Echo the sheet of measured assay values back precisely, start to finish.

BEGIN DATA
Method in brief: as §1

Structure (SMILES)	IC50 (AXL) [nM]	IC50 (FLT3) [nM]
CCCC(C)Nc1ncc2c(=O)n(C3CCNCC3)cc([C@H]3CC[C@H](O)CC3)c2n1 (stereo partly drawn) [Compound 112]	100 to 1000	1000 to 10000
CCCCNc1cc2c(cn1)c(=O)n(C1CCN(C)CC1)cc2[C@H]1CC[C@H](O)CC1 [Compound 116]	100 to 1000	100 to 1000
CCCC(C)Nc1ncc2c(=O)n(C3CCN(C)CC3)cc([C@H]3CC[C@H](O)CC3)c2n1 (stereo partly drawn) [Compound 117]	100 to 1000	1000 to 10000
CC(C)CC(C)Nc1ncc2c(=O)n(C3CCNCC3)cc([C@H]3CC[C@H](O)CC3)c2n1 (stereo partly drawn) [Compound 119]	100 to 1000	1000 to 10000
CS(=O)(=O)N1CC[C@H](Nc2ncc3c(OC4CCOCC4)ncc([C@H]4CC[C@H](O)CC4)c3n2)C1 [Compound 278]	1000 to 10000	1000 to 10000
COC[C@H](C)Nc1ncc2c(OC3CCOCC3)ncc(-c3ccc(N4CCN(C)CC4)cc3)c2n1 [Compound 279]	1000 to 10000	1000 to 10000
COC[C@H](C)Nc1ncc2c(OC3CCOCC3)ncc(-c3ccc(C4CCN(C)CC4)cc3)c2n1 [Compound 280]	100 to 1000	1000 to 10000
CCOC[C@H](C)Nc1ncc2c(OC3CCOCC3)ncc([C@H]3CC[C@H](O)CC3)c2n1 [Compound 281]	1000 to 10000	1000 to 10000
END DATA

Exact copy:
Method in brief: as §1

Structure (SMILES)	IC50 (AXL) [nM]	IC50 (FLT3) [nM]
CCCC(C)Nc1ncc2c(=O)n(C3CCNCC3)cc([C@H]3CC[C@H](O)CC3)c2n1 (stereo partly drawn) [Compound 112]	100 to 1000	1000 to 10000
CCCCNc1cc2c(cn1)c(=O)n(C1CCN(C)CC1)cc2[C@H]1CC[C@H](O)CC1 [Compound 116]	100 to 1000	100 to 1000
CCCC(C)Nc1ncc2c(=O)n(C3CCN(C)CC3)cc([C@H]3CC[C@H](O)CC3)c2n1 (stereo partly drawn) [Compound 117]	100 to 1000	1000 to 10000
CC(C)CC(C)Nc1ncc2c(=O)n(C3CCNCC3)cc([C@H]3CC[C@H](O)CC3)c2n1 (stereo partly drawn) [Compound 119]	100 to 1000	1000 to 10000
CS(=O)(=O)N1CC[C@H](Nc2ncc3c(OC4CCOCC4)ncc([C@H]4CC[C@H](O)CC4)c3n2)C1 [Compound 278]	1000 to 10000	1000 to 10000
COC[C@H](C)Nc1ncc2c(OC3CCOCC3)ncc(-c3ccc(N4CCN(C)CC4)cc3)c2n1 [Compound 279]	1000 to 10000	1000 to 10000
COC[C@H](C)Nc1ncc2c(OC3CCOCC3)ncc(-c3ccc(C4CCN(C)CC4)cc3)c2n1 [Compound 280]	100 to 1000	1000 to 10000
CCOC[C@H](C)Nc1ncc2c(OC3CCOCC3)ncc([C@H]3CC[C@H](O)CC3)c2n1 [Compound 281]	1000 to 10000	1000 to 10000